Elizabeth Munger, Superintendent
Connecticut State Farm for Women

[Prison World, Jul-Aug 1941]


EDITORS' NOTE: The editors of the Prison World invited one of the outstanding administrators of female institutions to submit a statement discussing the problems encountered in dealing with the female prisoner. We are pleased to present these remarks by Miss Elizabeth Munger, Superintendent and Warden of the Connecticut State Farm and Prison for Women, Niantic, Connecticut. Miss Munger is a graduate of the University of Chicago and her early experience was gained in settlement work in that city followed by several years of journalism and volunteer war work during World War I. Later Miss Munger was Assistant Superintendent of the New Jersey State Home for Girls at Trenton and since 1926 has fulfilled her present responsibilities. She has been active in the affairs of the American Prison Association for many years and is recognized as one [of] the foremost women in correctional work.


Although nearly half a century old, the Woman's Reformatory in America still enjoys the distinction of being the latest of our so-called experiments in penal administration. Its development has been entrusted almost exclusively to women, who, in the pioneer days, naturally turned for their inspiration to the more successful reformatories for girls (where the problem merges within certain age brackets) rather than to similar institutions for adult males. In their building program, they borrowed from the reformatories for girls the cottage system, with its "house-mother" and home-like surroundings; in their general operating programs they borrowed the therapeutic, occupational, educational and training systems; they adopted the indeterminate sentence, with variations, parole and even for a time took over many of their juvenile disciplinary devices.


It is not surprising, therefore, to read in Dr. Eugenia Lekkerkerker's exhaustive study of "Women's Reformatories in the United States," the following observations: "The best reformatories are dominated by ideas of protection for women and social hygiene ... and actually are not any more 'prisons' than are our private institutions for neglected girls; we might almost say that women's crime in scarcely taken seriously in America. The men's reformatories, on the contrary, are prisons often differing little from ordinary prisons and penitentiaries; their inmates are regarded as criminals, often dangerous, and certainly not suggesting a need for protection."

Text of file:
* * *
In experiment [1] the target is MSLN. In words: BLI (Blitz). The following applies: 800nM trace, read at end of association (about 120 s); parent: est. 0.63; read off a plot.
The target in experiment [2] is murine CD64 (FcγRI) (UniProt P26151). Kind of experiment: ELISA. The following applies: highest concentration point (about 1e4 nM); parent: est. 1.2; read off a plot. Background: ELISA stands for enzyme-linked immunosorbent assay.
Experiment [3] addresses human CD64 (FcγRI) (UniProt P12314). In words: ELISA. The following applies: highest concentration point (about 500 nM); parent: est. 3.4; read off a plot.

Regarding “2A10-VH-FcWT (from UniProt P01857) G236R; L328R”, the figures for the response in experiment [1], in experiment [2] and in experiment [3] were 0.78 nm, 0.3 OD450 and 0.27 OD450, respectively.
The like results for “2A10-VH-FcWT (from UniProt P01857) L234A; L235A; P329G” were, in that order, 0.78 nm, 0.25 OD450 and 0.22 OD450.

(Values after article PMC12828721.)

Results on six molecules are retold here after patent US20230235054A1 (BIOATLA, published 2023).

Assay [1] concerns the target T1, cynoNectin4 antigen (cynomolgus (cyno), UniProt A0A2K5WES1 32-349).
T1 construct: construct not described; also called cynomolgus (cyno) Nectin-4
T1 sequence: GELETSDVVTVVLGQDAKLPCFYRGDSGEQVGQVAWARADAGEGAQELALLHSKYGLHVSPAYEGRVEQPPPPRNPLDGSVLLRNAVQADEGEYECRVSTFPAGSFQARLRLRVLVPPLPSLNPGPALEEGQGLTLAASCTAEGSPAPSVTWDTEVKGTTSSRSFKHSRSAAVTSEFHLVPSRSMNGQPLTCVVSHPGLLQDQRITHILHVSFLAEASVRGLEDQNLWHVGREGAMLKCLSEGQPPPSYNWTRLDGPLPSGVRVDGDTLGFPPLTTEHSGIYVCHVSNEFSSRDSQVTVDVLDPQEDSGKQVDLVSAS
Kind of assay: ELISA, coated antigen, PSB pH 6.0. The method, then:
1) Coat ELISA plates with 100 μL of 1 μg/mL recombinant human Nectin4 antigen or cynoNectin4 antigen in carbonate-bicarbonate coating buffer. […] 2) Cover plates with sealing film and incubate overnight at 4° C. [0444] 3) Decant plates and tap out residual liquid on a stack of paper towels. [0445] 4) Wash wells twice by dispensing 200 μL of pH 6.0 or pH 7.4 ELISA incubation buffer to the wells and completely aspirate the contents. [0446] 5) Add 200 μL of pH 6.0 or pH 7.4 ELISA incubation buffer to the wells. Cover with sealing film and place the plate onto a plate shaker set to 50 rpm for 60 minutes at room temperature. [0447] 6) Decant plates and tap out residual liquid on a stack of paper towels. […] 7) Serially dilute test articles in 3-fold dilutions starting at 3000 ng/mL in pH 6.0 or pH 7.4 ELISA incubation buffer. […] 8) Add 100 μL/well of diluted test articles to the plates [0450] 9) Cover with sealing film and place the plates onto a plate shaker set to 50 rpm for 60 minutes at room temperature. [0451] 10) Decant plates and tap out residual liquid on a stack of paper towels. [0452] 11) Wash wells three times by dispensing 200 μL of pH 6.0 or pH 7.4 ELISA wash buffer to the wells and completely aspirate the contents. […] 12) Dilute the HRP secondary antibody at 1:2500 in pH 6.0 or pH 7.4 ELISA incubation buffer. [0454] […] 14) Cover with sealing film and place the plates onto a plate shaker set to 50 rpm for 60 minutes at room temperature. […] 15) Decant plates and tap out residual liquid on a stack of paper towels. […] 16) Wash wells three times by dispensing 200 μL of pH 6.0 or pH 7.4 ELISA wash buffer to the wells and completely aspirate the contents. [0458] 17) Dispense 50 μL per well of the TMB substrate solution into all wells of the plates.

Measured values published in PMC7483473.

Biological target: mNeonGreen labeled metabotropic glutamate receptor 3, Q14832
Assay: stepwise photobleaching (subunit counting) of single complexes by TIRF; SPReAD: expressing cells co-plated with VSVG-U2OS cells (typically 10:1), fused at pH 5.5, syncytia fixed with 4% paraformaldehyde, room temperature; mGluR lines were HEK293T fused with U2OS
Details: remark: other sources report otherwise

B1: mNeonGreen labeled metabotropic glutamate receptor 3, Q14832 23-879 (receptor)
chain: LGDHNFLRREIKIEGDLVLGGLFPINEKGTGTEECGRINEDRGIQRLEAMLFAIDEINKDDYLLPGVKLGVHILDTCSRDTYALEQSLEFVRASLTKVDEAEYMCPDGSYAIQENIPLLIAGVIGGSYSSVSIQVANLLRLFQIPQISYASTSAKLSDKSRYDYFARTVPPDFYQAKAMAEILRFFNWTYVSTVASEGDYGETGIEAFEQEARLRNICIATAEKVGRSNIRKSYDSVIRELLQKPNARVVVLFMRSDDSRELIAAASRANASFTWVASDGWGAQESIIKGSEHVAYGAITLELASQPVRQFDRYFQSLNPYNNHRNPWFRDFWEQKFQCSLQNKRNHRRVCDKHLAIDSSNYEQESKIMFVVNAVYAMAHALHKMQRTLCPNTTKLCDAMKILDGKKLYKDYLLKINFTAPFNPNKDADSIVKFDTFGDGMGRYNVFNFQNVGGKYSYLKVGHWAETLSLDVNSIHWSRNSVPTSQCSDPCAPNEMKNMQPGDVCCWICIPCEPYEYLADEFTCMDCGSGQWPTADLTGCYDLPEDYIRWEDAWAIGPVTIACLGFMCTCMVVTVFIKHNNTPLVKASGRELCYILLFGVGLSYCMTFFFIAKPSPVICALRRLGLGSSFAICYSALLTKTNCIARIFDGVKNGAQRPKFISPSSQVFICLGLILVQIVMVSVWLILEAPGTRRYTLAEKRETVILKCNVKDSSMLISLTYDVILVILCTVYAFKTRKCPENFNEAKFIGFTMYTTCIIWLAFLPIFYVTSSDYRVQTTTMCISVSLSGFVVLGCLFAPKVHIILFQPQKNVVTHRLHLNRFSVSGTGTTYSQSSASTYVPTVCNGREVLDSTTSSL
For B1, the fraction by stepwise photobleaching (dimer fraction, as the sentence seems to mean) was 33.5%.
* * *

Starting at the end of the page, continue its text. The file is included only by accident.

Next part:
Undoubtedly, the outward aspect of our institutions gives the same impression to less astute observers but the very fact that we have achieved this appearance with so vexatious and complicated a problem shows that we have taken it very seriously indeed.


Protection vs. Punishment

It is true, however, that the idea of protection rather than punishment is the keynote of our policy and that this largely explains many differences between our institutions and the reformatories for men. The women sent to us need protection - protection against their own personal liabilities and against environmental evils and dangers. For the most part, they are victims rather than aggressors. Even those convicted of crimes of violence are found to have been victims of drink or drugs or of some insane infatuation. The percentage of inherently criminal women, who are a menace to public safety in their own right, is almost negligible. This idea of protection of women is shared extensively by the committing courts. Otherwise, how explain the longer sentences imposed upon women sex delinquents for offenses in which men are equally involved? Even when the evidence against the man in the case is particularly flagrant, he, more often than not, is let off with a fine or a suspended sentence. (It is interesting to note, in this connection, that the reason often given is that "he has a wife and children.")


Lack of Regimentation

Another more obvious difference is the much smaller populations in the women's institutions, making possible an informality and lack of regimentation almost never found in men's institutions. This is particularly fortunate because these women are too individualistic, too self-centered and too variable in temperament to adapt themselves amenably to much regimentation. It is a valuable safety-valve against emotional outbursts to allow the maximum of freedom of movement and expression, within the bounds of orderly conduct, and this with the smaller populations and cottage groupings can be achieved.

The first model reformatory for women was opened in 1900 at Bedford Hills, New York, by Dr. Katharine B. Davis. In the years of her administration, she made history not only in her work with women but in the whole field of penology. A woman of rare capacity, brains and courage, she laid the foundation for most of our advanced practices today. Social hygiene, psychiatry and psychology first made their decisive entry into the penal field on her invitation because, to her logical mind, a thorough-going diagnosis of the individual mental and physical ailments was the only sound basis upon which to plan an effective program of care and treatment. And it was she who first advanced the still tentative but entirely logical plan of a clearing house to which all offenders might be sent for examination after conviction and before sentence. Since the Bedford of her day, we have seen a second great landmark in the opening of the Federal Institution for Women at Alderson, West Virginia, in 1927, the culmination of a really remarkable development. It was fitting that a disciple of Dr. Davis, Dr. Mary B. Harris, was the one chosen to guide its early destiny. Dr. Harris' book, "I Knew Them in Prison," covers the problems arising day by day in all types of institutions for women and girls so thoroughly brief an article such as this can scarcely be more than a short supplement. !